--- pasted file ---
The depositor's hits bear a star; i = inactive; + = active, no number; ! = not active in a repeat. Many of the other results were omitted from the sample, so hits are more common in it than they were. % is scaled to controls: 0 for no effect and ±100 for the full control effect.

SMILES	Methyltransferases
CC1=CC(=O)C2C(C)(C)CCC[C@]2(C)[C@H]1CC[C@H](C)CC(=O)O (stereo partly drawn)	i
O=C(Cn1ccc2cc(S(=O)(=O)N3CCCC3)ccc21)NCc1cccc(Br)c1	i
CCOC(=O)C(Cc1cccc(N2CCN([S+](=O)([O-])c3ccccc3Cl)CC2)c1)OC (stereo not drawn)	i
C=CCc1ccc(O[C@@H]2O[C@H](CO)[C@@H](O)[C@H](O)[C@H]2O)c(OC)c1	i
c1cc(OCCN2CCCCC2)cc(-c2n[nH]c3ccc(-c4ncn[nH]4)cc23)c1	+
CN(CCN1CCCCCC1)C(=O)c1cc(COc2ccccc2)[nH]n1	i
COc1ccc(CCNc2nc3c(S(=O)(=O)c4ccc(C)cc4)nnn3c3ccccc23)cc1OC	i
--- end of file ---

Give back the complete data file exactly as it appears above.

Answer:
The depositor's hits bear a star; i = inactive; + = active, no number; ! = not active in a repeat. Many of the other results were omitted from the sample, so hits are more common in it than they were. % is scaled to controls: 0 for no effect and ±100 for the full control effect.

SMILES	Methyltransferases
CC1=CC(=O)C2C(C)(C)CCC[C@]2(C)[C@H]1CC[C@H](C)CC(=O)O (stereo partly drawn)	i
O=C(Cn1ccc2cc(S(=O)(=O)N3CCCC3)ccc21)NCc1cccc(Br)c1	i
CCOC(=O)C(Cc1cccc(N2CCN([S+](=O)([O-])c3ccccc3Cl)CC2)c1)OC (stereo not drawn)	i
C=CCc1ccc(O[C@@H]2O[C@H](CO)[C@@H](O)[C@H](O)[C@H]2O)c(OC)c1	i
c1cc(OCCN2CCCCC2)cc(-c2n[nH]c3ccc(-c4ncn[nH]4)cc23)c1	+
CN(CCN1CCCCCC1)C(=O)c1cc(COc2ccccc2)[nH]n1	i
COc1ccc(CCNc2nc3c(S(=O)(=O)c4ccc(C)cc4)nnn3c3ccccc23)cc1OC	i